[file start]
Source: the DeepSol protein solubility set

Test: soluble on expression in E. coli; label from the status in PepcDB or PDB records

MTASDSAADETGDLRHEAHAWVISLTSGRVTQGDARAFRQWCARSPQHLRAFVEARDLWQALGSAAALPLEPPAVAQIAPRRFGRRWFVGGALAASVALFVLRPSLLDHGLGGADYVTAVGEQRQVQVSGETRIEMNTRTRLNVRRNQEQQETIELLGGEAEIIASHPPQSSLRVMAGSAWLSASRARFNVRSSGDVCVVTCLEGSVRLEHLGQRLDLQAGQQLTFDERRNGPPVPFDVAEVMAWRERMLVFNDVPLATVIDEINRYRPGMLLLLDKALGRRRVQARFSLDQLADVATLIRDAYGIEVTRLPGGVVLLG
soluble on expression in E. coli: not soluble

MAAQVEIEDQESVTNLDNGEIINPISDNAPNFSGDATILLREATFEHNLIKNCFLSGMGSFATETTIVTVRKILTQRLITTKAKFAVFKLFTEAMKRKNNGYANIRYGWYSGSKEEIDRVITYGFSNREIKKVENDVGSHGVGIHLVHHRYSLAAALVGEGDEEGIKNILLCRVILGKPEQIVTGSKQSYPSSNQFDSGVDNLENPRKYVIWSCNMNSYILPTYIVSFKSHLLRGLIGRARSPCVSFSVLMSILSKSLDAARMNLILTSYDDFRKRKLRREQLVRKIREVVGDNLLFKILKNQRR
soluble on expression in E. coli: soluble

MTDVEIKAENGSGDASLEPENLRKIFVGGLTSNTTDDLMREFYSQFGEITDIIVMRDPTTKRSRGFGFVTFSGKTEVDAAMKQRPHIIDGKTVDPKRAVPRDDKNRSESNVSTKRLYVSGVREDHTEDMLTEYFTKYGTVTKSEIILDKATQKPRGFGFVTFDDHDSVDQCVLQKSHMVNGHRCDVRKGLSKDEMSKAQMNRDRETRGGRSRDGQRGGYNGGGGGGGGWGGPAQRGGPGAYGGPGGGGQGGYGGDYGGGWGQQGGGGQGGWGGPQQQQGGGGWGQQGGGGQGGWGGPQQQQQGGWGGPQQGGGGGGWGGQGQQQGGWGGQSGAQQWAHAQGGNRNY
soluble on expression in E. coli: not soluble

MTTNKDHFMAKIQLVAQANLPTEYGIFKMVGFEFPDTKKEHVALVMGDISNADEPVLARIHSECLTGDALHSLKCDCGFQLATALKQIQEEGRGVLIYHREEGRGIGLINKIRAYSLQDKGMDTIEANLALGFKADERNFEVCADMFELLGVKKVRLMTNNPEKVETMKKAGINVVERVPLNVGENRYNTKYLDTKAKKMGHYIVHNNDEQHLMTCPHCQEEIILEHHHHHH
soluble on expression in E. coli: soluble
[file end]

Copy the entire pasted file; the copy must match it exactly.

Source: the DeepSol protein solubility set

Test: soluble on expression in E. coli; label from the status in PepcDB or PDB records

MTASDSAADETGDLRHEAHAWVISLTSGRVTQGDARAFRQWCARSPQHLRAFVEARDLWQALGSAAALPLEPPAVAQIAPRRFGRRWFVGGALAASVALFVLRPSLLDHGLGGADYVTAVGEQRQVQVSGETRIEMNTRTRLNVRRNQEQQETIELLGGEAEIIASHPPQSSLRVMAGSAWLSASRARFNVRSSGDVCVVTCLEGSVRLEHLGQRLDLQAGQQLTFDERRNGPPVPFDVAEVMAWRERMLVFNDVPLATVIDEINRYRPGMLLLLDKALGRRRVQARFSLDQLADVATLIRDAYGIEVTRLPGGVVLLG
soluble on expression in E. coli: not soluble

MAAQVEIEDQESVTNLDNGEIINPISDNAPNFSGDATILLREATFEHNLIKNCFLSGMGSFATETTIVTVRKILTQRLITTKAKFAVFKLFTEAMKRKNNGYANIRYGWYSGSKEEIDRVITYGFSNREIKKVENDVGSHGVGIHLVHHRYSLAAALVGEGDEEGIKNILLCRVILGKPEQIVTGSKQSYPSSNQFDSGVDNLENPRKYVIWSCNMNSYILPTYIVSFKSHLLRGLIGRARSPCVSFSVLMSILSKSLDAARMNLILTSYDDFRKRKLRREQLVRKIREVVGDNLLFKILKNQRR
soluble on expression in E. coli: soluble

MTDVEIKAENGSGDASLEPENLRKIFVGGLTSNTTDDLMREFYSQFGEITDIIVMRDPTTKRSRGFGFVTFSGKTEVDAAMKQRPHIIDGKTVDPKRAVPRDDKNRSESNVSTKRLYVSGVREDHTEDMLTEYFTKYGTVTKSEIILDKATQKPRGFGFVTFDDHDSVDQCVLQKSHMVNGHRCDVRKGLSKDEMSKAQMNRDRETRGGRSRDGQRGGYNGGGGGGGGWGGPAQRGGPGAYGGPGGGGQGGYGGDYGGGWGQQGGGGQGGWGGPQQQQGGGGWGQQGGGGQGGWGGPQQQQQGGWGGPQQGGGGGGWGGQGQQQGGWGGQSGAQQWAHAQGGNRNY
soluble on expression in E. coli: not soluble

MTTNKDHFMAKIQLVAQANLPTEYGIFKMVGFEFPDTKKEHVALVMGDISNADEPVLARIHSECLTGDALHSLKCDCGFQLATALKQIQEEGRGVLIYHREEGRGIGLINKIRAYSLQDKGMDTIEANLALGFKADERNFEVCADMFELLGVKKVRLMTNNPEKVETMKKAGINVVERVPLNVGENRYNTKYLDTKAKKMGHYIVHNNDEQHLMTCPHCQEEIILEHHHHHH
soluble on expression in E. coli: soluble